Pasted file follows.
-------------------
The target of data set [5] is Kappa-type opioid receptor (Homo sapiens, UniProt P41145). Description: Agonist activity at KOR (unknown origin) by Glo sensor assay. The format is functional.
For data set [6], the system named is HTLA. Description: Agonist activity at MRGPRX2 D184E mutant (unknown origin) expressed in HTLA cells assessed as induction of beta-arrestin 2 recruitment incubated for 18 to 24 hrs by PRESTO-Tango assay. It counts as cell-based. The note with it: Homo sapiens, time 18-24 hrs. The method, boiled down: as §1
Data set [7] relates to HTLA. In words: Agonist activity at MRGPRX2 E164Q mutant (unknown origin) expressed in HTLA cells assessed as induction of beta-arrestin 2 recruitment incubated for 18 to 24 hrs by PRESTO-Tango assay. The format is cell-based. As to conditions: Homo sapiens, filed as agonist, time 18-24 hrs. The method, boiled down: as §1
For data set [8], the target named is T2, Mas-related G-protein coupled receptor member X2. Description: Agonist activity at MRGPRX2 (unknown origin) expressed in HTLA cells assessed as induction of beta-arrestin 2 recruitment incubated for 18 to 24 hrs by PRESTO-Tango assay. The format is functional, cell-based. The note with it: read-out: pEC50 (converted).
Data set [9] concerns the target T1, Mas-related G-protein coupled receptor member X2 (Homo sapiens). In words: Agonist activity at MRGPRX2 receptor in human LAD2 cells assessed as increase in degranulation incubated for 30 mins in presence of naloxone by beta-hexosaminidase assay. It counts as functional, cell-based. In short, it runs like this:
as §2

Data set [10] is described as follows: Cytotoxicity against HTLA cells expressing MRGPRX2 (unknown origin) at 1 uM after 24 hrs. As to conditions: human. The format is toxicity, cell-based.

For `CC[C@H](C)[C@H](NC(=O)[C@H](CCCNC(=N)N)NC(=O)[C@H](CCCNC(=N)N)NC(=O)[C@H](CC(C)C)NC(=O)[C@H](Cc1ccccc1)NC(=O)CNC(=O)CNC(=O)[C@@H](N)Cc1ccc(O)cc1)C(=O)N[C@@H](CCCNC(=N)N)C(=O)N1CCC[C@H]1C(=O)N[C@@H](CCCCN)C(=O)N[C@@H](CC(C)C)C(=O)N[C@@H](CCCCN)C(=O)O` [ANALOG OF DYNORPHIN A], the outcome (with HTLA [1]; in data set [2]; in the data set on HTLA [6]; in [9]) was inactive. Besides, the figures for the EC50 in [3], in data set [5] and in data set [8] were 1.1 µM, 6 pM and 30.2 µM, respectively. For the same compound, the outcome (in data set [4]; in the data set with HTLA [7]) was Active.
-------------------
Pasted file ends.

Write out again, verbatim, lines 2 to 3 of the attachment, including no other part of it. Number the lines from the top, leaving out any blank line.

For data set [6], the system named is HTLA. Description: Agonist activity at MRGPRX2 D184E mutant (unknown origin) expressed in HTLA cells assessed as induction of beta-arrestin 2 recruitment incubated for 18 to 24 hrs by PRESTO-Tango assay. It counts as cell-based. The note with it: Homo sapiens, time 18-24 hrs. The method, boiled down: as §1
Data set [7] relates to HTLA. In words: Agonist activity at MRGPRX2 E164Q mutant (unknown origin) expressed in HTLA cells assessed as induction of beta-arrestin 2 recruitment incubated for 18 to 24 hrs by PRESTO-Tango assay. The format is cell-based. As to conditions: Homo sapiens, filed as agonist, time 18-24 hrs. The method, boiled down: as §1